Many operators of a vehicle may be satisfied with the vehicle's operating characteristics for most applications and not want to incur any additional expense and/or any other drawbacks of two power sources on a permanent basis. The principles of the instant invention are especially advantageous when employed in utilizing a second power source for temporary use to assist during those driving missions when desired. An example of such a use would be whenever the operator desires to take a trip of greater range than that within the capability of a single charge of the battery or whenever heavier than usual loads are called for. FIG. 4 indicates how such an arrangement could be utilized in a trailer 20 that is attached to the vehicle for the purpose of such an assist. An important advantage of this arrangement is that, unlike motor generator powered trailer assists known in the art, this arrangement requires no electrical power connections to the main system, only control signal connections. The current sensor can be an inductive pick-up and so there is no need to break in to the electrical system even for signal connection, let alone to break into the electrical power system. This makes the technique applicable to a wide variety of vehicles. There are no problems concerning voltages, frequency, or load carrying capabilities of the main system. While a current signal is easy to obtain and easy to hook up, the invention is applicable to any of the other types of signals described previously when used in the form of a temporary assist. A particular use for a powered trailer in addition to the ones previously mentioned for extending the range and for increasing power capability would be to act as an emergency assist to rescue vehicles where the power output of the electrical systems have dropped below the minimum required for effective propulsion. An assist trailer can be brought to the vehicle and connected so that the vehicle can drive home under its own power rather than be towed or recharged as is the practice now. The assist device, even though temporary, can be connected to the main system by a provision included for such a purpose as shown in FIG. 12.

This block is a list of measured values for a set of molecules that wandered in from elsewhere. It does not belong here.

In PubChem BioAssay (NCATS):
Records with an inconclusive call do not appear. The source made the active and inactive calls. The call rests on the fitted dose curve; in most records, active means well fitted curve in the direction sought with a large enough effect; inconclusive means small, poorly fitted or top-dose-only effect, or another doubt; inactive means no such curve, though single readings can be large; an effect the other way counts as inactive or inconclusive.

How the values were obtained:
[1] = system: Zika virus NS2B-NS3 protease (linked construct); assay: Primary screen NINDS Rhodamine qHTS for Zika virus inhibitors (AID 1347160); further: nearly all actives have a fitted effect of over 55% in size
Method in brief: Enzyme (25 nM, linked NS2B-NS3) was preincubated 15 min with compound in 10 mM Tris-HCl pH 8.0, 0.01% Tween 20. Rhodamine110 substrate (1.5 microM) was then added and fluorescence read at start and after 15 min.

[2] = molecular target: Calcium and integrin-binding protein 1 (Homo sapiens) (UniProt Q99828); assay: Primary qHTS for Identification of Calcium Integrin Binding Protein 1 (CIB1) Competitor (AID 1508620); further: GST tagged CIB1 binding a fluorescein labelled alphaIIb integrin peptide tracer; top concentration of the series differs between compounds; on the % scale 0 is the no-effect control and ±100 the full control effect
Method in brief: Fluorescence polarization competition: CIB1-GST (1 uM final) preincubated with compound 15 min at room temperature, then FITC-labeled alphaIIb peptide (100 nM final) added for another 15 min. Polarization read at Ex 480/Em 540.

A drawback to these embodiments is that certain speed dependent losses in the secondary mover, such as friction, are being incurred even when there is no demand for secondary mover power. By interposing a clutch 25 between the secondary mover engine 5 and the wheels as shown in FIG. 13, the secondary mover engine may be decoupled from the system as desired and accomplish the function usually described in the art as free wheeling. The clutch may be controlled electrically, either a solenoid activated friction clutch or an electric hysteresis clutch. The operation can be such that the clutch is engaged whenever the control signal is calling for more power, and remains closed until no power is called for from the secondary mover. FIG. 7, previously described, is an example of such a control system. The ability to disconnect or vary the speed ratio of the prime mover allows the interposition of variable gears and idling of the engine. Fluid drive and torque converters may be used with or without changeable gears.